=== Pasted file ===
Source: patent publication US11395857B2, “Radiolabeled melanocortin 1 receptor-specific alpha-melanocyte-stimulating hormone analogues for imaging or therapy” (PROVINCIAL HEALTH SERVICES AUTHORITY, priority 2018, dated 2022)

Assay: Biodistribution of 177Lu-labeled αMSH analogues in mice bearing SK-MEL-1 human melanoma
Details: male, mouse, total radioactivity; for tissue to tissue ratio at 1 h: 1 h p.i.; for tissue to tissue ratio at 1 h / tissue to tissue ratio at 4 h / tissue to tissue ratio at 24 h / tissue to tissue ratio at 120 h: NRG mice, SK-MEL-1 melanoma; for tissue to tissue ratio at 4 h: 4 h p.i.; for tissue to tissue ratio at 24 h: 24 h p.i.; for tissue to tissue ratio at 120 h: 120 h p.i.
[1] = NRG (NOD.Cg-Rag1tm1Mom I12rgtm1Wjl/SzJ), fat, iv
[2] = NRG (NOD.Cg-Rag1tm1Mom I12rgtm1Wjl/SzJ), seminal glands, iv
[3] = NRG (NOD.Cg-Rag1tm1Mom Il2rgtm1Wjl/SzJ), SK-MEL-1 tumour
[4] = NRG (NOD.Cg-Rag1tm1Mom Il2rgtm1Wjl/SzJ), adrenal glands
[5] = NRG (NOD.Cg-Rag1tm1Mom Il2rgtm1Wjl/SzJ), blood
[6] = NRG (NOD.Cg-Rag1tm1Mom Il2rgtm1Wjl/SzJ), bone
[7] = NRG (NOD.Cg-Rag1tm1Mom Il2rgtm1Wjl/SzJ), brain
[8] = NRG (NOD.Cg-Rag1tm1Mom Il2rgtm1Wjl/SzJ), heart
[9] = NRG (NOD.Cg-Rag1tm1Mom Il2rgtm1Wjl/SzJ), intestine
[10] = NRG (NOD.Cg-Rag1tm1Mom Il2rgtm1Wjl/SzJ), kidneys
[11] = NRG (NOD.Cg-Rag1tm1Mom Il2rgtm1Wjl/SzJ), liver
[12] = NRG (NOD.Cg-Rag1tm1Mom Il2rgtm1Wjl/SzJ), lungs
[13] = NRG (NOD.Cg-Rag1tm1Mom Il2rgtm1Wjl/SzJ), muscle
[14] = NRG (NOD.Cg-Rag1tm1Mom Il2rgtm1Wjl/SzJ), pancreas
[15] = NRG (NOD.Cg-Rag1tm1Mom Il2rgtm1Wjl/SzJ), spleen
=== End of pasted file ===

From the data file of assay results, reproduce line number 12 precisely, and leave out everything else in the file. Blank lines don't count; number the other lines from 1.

[9] = NRG (NOD.Cg-Rag1tm1Mom Il2rgtm1Wjl/SzJ), intestine